TL: I agree with Durenberger that it gets an “F” for getting the message out. It did some things that were very good but in a way that is coming back to haunt. What it tried to do was bring more insurance to more people. It was never intended to be a national health insurance program like in Britain, Canada or France. They tried to craft a more universal type of arrangement on to a private system and it’s hard to make that work. Without an individual mandate to make people buy coverage, only the sickest people would likely sign up and that leaves insurance companies with a lot of high claims, costs and eventually higher premiums for everyone. This is sort of what we are experiencing now. The way it was sold was with the slogan: “Affordable, Quality Health Care for All!” But that was an over-promise, and the framers knew that it wasn’t achievable, as the public has found out over the last few years with escalating premiums. Some people now feel lied to and that’s why there’s backlash. Even Obama, in one of his exit interviews, said “I guess I could have sold it better.”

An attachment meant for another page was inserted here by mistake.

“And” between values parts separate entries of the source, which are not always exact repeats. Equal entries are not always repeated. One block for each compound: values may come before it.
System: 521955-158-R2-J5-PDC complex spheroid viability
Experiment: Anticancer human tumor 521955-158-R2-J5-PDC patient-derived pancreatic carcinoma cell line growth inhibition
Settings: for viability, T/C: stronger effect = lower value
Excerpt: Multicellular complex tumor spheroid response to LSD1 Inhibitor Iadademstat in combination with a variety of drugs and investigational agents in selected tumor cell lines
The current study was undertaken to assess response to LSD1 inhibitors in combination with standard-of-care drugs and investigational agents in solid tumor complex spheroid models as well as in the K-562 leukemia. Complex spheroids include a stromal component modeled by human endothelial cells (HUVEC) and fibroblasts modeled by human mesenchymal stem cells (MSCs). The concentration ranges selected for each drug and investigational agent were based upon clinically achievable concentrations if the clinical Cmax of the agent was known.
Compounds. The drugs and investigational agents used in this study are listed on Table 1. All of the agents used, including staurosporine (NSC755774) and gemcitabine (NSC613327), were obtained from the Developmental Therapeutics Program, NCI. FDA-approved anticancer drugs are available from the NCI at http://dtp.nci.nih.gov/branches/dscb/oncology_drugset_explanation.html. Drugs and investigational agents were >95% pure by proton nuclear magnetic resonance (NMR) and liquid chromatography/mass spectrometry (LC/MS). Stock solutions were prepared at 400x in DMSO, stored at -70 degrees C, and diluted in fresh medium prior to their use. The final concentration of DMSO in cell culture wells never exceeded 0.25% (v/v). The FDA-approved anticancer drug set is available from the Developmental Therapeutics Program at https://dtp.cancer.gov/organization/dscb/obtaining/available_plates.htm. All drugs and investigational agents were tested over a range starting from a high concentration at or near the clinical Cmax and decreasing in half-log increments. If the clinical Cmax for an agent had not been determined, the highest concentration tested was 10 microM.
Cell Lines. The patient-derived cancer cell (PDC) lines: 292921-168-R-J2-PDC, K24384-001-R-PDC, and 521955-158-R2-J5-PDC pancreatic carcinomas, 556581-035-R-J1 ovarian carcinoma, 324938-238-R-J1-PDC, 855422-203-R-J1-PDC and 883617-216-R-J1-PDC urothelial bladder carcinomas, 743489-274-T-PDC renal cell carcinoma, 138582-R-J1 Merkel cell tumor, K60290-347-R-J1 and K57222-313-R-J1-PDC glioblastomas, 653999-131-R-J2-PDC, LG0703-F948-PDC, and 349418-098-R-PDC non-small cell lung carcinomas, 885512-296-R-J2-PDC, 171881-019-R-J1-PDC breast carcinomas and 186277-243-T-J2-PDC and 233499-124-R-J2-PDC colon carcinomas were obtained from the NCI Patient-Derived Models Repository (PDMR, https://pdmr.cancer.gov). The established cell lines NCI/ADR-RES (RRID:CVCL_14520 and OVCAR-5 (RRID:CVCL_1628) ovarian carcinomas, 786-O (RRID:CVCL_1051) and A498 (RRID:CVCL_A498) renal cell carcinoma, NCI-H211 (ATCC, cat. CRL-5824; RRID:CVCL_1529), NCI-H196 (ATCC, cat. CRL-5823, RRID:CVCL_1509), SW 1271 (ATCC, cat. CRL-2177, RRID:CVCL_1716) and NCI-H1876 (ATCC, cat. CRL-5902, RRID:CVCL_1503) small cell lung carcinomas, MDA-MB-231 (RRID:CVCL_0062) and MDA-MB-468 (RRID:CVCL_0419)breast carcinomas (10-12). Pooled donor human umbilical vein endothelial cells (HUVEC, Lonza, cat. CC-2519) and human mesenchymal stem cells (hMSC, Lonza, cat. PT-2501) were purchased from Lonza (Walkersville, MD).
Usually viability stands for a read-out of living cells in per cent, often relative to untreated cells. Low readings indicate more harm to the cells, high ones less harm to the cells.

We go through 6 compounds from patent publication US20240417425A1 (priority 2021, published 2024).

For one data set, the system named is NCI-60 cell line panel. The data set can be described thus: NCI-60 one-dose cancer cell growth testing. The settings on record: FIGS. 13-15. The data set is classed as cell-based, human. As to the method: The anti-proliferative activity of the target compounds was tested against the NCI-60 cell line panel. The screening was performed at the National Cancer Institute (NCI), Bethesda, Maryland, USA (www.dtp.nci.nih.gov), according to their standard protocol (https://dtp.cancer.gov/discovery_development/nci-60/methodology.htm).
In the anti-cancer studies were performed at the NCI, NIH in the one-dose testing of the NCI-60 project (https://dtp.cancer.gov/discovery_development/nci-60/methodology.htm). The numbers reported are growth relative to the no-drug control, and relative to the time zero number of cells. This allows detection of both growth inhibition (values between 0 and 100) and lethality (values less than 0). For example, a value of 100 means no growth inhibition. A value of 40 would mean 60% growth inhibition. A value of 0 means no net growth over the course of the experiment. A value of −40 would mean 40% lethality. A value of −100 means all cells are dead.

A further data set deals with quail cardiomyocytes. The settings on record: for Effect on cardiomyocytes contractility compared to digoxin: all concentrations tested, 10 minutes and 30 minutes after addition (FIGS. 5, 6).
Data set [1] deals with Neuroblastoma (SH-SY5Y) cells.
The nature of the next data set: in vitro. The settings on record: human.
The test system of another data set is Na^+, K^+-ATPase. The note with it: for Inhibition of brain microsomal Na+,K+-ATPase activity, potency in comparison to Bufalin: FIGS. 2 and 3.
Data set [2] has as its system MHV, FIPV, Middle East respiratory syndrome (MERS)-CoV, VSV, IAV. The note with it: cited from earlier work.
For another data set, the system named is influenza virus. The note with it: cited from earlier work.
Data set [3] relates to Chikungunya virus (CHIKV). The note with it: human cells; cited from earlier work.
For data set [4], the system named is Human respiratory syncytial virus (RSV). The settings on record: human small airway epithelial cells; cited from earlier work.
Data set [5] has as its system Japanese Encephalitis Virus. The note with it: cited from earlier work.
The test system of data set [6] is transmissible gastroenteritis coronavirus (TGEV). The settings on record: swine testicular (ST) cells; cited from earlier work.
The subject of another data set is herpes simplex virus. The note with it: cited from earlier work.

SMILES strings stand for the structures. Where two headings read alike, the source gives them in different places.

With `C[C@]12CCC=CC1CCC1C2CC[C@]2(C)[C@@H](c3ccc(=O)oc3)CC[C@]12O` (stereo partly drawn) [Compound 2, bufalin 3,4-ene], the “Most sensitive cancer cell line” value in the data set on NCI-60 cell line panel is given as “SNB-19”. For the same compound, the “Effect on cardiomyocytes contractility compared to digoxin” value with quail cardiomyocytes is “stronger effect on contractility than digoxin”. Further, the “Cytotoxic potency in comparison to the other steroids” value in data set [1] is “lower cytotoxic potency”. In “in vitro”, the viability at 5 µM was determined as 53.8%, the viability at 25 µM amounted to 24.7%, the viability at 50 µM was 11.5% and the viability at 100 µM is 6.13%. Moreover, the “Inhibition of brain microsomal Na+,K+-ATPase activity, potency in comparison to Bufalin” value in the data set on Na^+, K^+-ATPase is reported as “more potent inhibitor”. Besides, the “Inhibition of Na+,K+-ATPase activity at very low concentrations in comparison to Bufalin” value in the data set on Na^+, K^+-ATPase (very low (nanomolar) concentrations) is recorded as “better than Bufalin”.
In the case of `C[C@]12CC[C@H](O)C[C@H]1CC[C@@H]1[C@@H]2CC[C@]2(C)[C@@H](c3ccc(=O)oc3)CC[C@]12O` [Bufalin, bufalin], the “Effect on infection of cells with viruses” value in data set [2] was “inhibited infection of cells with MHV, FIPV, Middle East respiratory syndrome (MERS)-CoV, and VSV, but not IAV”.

MJ: What about the Republicans?
TL: I think the Republicans were strangely silent at first, especially about the individual mandates, but later became very vocal and forced the discourse further to the right. That precludes us from ever moving toward a truly national health care system in the foreseeable future. That also means we won’t have the cost controls that are necessary to contain those high prices we see in almost all health care services. In your interview with Durenberger he said “Republicans are for cost containment” and I thought “really?”
MJ: Speaking of Durenberger, anything in our interview with him either resonate with you or push some buttons?